2

The Entity Relationship Model

Widely accepted and adapted graphical tool


for data modeling
Introduced by Chen in 1976
Graphical representation of entities and their
relationships in a database structure

Database Systems: Design, Implementation, & Management, 7th Edition, Rob & Coronel 29
2

The Entity Relationship Model (continued)


Entity relationship diagram (ERD)
Uses graphic representations to model database
components
Entity is mapped to a relational table
Entity instance (or occurrence) is row in table
Entity set is collection of like entities
Connectivity labels types of relationships
Diamond connected to related entities through a
relationship line

Database Systems: Design, Implementation, & Management, 7th Edition, Rob & Coronel 30
2

The Entity Relationship Model (continued)

Database Systems: Design, Implementation, & Management, 7th Edition, Rob & Coronel 31
2
The Entity Relationship Model (continued)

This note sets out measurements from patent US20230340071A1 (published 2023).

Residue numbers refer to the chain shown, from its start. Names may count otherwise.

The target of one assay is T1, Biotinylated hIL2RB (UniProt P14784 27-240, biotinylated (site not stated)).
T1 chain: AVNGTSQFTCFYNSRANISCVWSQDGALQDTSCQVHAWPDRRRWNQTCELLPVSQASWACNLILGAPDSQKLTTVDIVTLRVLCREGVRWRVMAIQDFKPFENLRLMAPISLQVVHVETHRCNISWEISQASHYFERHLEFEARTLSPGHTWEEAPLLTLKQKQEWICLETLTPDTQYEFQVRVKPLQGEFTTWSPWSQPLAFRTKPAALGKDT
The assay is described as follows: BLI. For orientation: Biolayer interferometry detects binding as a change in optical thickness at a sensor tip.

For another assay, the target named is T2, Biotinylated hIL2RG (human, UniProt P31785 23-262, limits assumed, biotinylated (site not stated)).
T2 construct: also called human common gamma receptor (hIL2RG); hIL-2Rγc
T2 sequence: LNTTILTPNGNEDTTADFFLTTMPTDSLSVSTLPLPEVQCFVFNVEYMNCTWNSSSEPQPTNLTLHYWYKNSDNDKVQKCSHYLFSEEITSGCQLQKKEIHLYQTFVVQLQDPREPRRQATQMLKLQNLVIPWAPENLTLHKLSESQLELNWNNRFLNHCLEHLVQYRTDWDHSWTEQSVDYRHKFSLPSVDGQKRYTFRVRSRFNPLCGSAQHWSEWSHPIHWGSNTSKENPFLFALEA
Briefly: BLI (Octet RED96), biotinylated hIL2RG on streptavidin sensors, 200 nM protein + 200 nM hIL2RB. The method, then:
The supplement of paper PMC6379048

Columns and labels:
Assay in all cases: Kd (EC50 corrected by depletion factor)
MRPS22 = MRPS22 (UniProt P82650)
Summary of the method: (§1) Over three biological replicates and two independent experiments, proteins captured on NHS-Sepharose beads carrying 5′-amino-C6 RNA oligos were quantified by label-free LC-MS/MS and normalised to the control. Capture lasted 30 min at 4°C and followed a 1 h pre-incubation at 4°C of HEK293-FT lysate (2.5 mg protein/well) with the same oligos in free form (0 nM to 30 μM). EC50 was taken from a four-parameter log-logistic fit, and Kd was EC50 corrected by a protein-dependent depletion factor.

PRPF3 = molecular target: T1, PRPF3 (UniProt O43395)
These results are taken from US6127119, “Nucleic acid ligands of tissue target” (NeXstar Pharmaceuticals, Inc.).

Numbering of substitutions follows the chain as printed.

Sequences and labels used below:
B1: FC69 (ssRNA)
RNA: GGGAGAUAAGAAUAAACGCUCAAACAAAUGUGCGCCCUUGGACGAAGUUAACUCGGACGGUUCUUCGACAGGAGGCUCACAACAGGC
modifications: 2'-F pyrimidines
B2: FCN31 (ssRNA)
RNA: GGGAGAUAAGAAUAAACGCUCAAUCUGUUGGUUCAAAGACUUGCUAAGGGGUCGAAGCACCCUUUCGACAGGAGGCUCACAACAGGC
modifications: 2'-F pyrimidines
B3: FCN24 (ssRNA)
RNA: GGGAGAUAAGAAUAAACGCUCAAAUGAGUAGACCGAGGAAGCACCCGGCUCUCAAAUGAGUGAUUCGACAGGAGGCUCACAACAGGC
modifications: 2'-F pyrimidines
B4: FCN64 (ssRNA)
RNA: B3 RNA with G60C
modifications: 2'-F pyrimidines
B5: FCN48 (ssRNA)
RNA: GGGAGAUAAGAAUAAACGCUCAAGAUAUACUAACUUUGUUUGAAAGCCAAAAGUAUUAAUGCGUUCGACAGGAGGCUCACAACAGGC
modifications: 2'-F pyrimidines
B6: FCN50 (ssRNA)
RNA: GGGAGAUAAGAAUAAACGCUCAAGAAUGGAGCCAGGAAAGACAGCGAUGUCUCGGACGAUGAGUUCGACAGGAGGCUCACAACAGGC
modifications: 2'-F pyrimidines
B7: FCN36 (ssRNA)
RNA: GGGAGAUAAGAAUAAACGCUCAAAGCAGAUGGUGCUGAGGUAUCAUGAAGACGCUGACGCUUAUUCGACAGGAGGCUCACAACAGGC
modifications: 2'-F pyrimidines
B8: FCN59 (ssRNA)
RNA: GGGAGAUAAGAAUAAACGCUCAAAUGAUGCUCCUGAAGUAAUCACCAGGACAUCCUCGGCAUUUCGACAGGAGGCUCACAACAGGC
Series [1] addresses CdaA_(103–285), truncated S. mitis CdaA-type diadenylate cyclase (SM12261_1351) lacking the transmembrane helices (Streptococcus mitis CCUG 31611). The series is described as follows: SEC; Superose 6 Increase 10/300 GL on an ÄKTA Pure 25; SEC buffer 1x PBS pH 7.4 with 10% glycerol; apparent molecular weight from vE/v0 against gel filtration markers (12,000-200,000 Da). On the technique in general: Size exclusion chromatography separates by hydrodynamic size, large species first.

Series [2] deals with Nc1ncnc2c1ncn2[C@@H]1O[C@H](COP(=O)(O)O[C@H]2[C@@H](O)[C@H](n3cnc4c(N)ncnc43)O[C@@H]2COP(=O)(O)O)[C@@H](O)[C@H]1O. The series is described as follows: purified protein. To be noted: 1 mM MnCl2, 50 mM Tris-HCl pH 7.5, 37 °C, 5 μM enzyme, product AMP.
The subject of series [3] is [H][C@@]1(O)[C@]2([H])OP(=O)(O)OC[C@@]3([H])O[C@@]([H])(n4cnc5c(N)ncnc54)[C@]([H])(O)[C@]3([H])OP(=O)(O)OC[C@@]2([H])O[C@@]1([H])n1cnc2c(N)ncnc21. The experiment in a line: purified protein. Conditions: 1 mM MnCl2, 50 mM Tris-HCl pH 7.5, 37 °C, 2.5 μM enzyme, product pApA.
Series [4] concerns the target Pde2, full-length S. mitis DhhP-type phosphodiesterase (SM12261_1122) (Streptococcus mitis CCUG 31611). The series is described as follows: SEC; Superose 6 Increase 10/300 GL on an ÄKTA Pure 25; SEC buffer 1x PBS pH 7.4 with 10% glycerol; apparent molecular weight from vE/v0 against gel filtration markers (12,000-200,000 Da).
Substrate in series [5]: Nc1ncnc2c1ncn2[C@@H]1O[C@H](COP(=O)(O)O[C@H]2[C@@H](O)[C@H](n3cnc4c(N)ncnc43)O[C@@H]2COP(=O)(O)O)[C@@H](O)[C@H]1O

Database Systems: Design, Implementation, & Management, 7th Edition, Rob & Coronel 32
2

The Object Oriented Model

Modeled both data and their relationships in a


single structure known as an object
Object-oriented data model (OODM) is the
basis for the object-oriented database
management system (OODBMS)
OODM is said to be a semantic data model

Database Systems: Design, Implementation, & Management, 7th Edition, Rob & Coronel 33
2

The Object Oriented Model (continued)

Object described by its factual content


Like relational models entity
Includes information about relationships between
facts within object, and relationships with other
objects
Unlike relational models entity
Subsequent OODM development allowed an object
to also contain all operations
Object becomes basic building block for autonomous
structures

Database Systems: Design, Implementation, & Management, 7th Edition, Rob & Coronel 34
2

The Object Oriented Model (continued)

Object is an abstraction of a real-world entity


Attributes describe the properties of an object
Objects that share similar characteristics are
grouped in classes
Classes are organized in a class hierarchy